Thursday, July 22, 2010

The evil of banality

The parade of human history is littered with the faces of people who have done horrible things. Accompanied, as always, by the songs of the Greek Chorus; "he was so ordinary..." "you'd never have thought to look at him..." "he was a model neighbour..." Unremarkable people do remarkable things and they may be for evil as easily as for good. Perhaps more easily: "you'd never have thought to look at him..." could cover a multitude of sins. When they are brought to justice, by court or by history, even the worst of them turn out to be ordinary human beings. Crumpled, grey and empty. Even the most charismatic of them are rendered mute by the camera's eye, entirely missing that vital spark that sometimes only the photograph will reveal. The emptinesses of their existence drives them mad and makes them think they are God. And if God's existence can mean so little, why would the lives of lesser mortals pass mention? And so, unremarkable people do remarkable things. The grey bureaucrats of Kafka and Orwell strike terror and the parlours and morning rooms of genteel England are littered with the corpses of the stabbed and poisoned.


But we love our bit of terror.

Those sensationalist shocks and those lashings of the Grand Guignol. Those delightful moments of terror that give us our adrenalin rush safe from accompanying danger. We like our demons dressed up in the costumes of pantomime, our villains bedecked in hi-vis personae. We can hiss and boo with childish delight because it is safe to do so. We are the magpies chafing a passing cat: we know the danger and we know we are outside its reach.

But every so often...

The baying crowd gathered at the execution of the latest monster.

"Have your moment!" cried the monster. "Have your thrill! You cannot kill me! I am you!"

7 comments:

moreidlethoughts said...

Well said.

Kevin Musgrove said...

Ta.

RA said...

Amen! The human mind needs points of comparison. Especially those that make "me" feel safe, intelligent, rich, better than...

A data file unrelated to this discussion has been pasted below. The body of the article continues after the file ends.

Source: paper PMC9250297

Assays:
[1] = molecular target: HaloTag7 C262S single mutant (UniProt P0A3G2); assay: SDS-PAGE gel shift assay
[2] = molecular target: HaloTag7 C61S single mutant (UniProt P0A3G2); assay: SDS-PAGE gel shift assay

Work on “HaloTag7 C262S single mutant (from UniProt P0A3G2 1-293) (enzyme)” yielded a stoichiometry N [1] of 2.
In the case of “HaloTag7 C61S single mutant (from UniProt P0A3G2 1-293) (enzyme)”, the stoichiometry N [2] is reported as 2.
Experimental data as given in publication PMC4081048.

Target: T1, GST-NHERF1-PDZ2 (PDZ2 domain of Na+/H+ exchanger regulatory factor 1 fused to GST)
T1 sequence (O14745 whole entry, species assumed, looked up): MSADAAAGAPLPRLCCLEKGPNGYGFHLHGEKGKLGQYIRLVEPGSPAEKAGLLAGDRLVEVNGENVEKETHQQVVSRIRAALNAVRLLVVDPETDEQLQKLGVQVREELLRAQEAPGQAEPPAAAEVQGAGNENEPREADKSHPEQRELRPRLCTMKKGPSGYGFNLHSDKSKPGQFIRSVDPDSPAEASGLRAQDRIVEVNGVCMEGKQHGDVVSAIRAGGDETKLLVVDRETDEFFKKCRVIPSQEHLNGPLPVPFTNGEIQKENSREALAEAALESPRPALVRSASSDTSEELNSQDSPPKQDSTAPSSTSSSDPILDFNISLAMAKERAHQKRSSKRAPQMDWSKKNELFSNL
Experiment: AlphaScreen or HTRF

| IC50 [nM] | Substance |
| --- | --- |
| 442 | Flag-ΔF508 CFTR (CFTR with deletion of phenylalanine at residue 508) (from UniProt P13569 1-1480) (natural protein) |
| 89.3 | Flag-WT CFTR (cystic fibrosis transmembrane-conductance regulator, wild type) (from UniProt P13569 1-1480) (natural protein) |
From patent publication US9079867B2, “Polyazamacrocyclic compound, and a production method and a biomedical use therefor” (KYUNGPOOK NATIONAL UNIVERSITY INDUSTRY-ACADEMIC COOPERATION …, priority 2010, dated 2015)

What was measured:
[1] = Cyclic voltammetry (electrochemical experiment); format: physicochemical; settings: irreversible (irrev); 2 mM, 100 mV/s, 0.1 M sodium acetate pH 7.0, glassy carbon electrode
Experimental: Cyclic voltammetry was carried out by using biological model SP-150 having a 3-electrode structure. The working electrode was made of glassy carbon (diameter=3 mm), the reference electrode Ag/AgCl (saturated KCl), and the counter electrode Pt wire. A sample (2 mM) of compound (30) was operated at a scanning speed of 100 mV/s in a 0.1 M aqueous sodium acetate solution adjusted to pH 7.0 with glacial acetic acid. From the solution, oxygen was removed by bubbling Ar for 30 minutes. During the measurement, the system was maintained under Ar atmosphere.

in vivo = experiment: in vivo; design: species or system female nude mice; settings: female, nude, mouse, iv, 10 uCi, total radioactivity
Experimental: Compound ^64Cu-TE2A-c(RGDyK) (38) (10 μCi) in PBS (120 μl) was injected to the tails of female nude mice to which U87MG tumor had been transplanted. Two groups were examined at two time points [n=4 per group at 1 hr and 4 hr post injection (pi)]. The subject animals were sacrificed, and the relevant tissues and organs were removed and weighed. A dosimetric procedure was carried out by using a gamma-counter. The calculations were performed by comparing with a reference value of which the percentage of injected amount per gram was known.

We look into the mirror merely to shave or put on make up.

Pat said...

Horrible thought.

Kane said...

I remember once reading that we cannot love or hate something unless that thing represents something we love or hate about ourselves.

But you know Kevin, some people are charismatic. Whether heroes or monsters, some of them are able to distinguish themselves from the rest of the crowd.

They are both ordinary and beyond ordinary; perhaps it is because they know how people tick, what we desire and how to exploit those desires.

Your writing, as always, is impeccable.

Kane

Scarlet Blue said...

It is true! I have mean thoughts too!
Thankfully I never do anything about them. Well, not often...
Sx

Kevin Musgrove said...

Thanks RA! I think the converse can also be true, and that both are dangerous when taken at face value.

(Who told you about my make up?)

Pat: I was in one of those "dwell ye not with monsters" moods. There's a lot happening at work.

Kane: it's often said, and there's a truth in it. Sometimes, though, it's the representation of a wish rather than a reality.

And yes, some people certainly are charismatic. It's interesting to see that sometimes the charisma is a function of the audience rather than the person. I've been fortunate to have the opportunity to see that a couple of times, which is to take absolutely nothing away from the people concerned.

Scarlet: I cannot believe for one moment that you could have a mean thought in your head. Well, not most of the month anyway.